GCSEs: 1000s of private school grades may be inflated

Exams regulator report reveals that private school pupils with low prior attainment may have seen GCSE grades boosted in 2020

Catherine Lough

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More than 6,300 GCSE pupils, mostly from private schools, may have received “disproportionately overestimated” grades, analysis by Ofqual has found.

The findings were revealed in a technical report, published by the exams regulator today, which analyses the grades achieved by pupils of different genders, special educational needs status, ethnic backgrounds and eligibility for free school meals.


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Ofqual said it found “some evidence” that thousands of lower-attaining pupils from private schools with unknown socio-economic status “may have received disproportionately overestimated grades”.

“There was some evidence that some 6,300 GCSE entries by low prior attainers with unknown socioeconomic status (most of whom are at independent schools) may have received disproportionately overestimated grades,” Ofqual’s report said.

“This effect was equally noticeable in grades using CAGs (centre assessment grades), calculated grades and final grades. The effect was not seen for A level,” it added.

GCSE candidates were awarded either CAGs this year or the grade they would have been awarded by Ofqual’s algorithm if this was higher, after the government decided to U-turn on its grading algorithim following an outcry.

Ofqual’s report said it found “no evidence” to “suggest that any groups of candidates who share a protected characteristic or socio-economic status have been systematically disadvantaged” by results in 2020

In a blog from FFT Education Datalab, statisticians Dave Thomson and Philip Nye said that while concern had been expressed over the summer “about the likely effect of bias on the centre-assessment grades for particular groups of pupils, notably disadvantaged and black students”, the Ofqual analysis showed that attainment gaps had not widened.

Mr Nye and Mr Thomson noted that the attainment gap between disadvantaged pupils and their peers had narrowed in 2020 after slightly increasing in 2018 and 2019.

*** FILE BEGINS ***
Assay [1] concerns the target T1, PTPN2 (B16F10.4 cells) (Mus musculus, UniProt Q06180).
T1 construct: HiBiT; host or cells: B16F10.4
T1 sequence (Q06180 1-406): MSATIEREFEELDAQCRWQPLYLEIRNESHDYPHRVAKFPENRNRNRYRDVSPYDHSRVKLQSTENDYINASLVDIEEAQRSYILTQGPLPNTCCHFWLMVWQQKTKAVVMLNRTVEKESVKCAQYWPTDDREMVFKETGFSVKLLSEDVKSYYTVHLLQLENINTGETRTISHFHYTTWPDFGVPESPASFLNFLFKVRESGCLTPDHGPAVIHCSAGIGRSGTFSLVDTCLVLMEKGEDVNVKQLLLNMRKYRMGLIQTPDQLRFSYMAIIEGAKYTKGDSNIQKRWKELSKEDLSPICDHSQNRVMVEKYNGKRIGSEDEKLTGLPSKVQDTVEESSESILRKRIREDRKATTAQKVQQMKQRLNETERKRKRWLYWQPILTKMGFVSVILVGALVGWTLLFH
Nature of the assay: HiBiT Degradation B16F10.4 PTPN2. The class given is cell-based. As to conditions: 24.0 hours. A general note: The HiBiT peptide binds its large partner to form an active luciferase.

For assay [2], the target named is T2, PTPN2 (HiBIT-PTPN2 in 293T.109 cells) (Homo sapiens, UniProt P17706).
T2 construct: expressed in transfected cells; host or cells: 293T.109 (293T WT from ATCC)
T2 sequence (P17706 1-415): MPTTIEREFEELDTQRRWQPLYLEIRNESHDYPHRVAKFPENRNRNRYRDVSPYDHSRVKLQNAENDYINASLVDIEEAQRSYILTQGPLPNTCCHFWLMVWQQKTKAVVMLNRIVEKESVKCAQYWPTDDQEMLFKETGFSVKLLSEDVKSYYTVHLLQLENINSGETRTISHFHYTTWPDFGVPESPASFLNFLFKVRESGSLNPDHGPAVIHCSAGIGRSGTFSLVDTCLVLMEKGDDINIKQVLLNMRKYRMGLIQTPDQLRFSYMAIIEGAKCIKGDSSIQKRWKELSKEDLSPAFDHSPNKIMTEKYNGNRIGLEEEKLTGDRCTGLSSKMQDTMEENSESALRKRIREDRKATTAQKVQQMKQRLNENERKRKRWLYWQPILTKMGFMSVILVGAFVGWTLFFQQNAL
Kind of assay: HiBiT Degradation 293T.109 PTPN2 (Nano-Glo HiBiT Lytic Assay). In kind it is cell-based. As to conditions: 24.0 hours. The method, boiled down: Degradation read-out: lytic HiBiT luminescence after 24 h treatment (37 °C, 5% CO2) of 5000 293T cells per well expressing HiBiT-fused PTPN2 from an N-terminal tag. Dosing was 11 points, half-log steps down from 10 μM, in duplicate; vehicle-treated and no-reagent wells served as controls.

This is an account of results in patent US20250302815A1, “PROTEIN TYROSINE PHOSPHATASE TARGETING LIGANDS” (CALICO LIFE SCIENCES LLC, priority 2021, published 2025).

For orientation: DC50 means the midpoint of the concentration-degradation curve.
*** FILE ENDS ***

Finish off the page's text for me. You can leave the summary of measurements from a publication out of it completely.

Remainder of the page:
However, while the attainment gap for disadvantaged pupils narrowed at grade 4 – seen as a GCSE “standard pass” – it widened at grade 5, seen as a “strong pass” and the equivalent of a low B or high C grade in pre-reformed GCSEs.

“The distributions of attainment for disadvantaged and other pupils are different,” they said.

“The gap in the percentage of pupils achieving grade 4 or above in English and maths narrowed by 2 percentage points but the gap in the percentage achieving grade 5 increased by 1 percentage point.”

They added that the “attainment of the lowest-attaining ethnic groups in 2019 – Gypsy/Roma, Irish heritage traveller and black Caribbean – tended to improve the most in 2020”.

Professor Becky Francis, chief executive of the Education Endowment Foundation, said the finding that the disadvantage gap had not widened was “welcome” but cautioned that school closures in the pandemic could see the gap widen in the future.

“It is welcome news that the disadvantage gap for this year’s GCSE students hasn’t widened as a result of changes to this year’s grade awards in the absence of exams. However, the risk for future years is very real,” she said.

“Our own evidence has highlighted the risk of a decade’s progress in closing the disadvantage gap being reversed as a result of the Covid-19 closure of schools to most pupils.

“It’s important that the disproportionate impact of missed learning time on students from socially disadvantaged backgrounds is accounted for in the way future year groups are assessed.”

Mr Nye and Mr Thomson said the data released today was not “conclusive evidence” that some groups of pupils hadn’t been disadvantaged by the grading system in 2020, because if the differences between centre assessment grades and exam grades tended to be larger for lower-attainers than higher-attainers, “then it should be no surprise that groups of pupils with proportionally more lower-attainers should appear to have improved by a greater margin”.

“Nonetheless, the early results give a degree of confidence that disadvantaged pupils and those from ethnic groups who, on average, have lower attainment won’t be further disadvantaged if centre-assessment grades have to be used again in 2021,” they said.

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author bio

Catherine Lough

Catherine Lough is a reporter at Tes.

Find me on Twitter @CathImogenLough

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